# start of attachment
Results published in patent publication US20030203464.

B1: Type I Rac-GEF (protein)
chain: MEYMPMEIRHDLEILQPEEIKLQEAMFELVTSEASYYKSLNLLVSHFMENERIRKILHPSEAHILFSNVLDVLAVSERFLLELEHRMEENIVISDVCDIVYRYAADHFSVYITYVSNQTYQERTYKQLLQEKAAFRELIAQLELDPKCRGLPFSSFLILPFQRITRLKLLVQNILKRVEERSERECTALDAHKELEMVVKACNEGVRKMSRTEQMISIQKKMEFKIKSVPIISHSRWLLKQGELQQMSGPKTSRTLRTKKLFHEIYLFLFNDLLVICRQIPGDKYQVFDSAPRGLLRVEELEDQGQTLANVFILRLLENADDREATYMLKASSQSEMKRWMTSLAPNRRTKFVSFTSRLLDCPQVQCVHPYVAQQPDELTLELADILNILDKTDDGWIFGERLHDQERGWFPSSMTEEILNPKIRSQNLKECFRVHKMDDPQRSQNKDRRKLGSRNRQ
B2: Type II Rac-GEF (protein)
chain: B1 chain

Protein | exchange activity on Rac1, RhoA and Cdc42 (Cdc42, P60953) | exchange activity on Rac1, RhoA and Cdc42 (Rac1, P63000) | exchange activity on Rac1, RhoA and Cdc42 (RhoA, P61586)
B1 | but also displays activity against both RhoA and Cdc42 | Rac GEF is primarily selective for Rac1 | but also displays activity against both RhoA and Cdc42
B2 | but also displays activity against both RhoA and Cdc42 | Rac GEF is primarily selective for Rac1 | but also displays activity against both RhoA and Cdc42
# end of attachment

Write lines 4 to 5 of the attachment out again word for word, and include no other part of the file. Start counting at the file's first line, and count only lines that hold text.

B2: Type II Rac-GEF (protein)
chain: B1 chain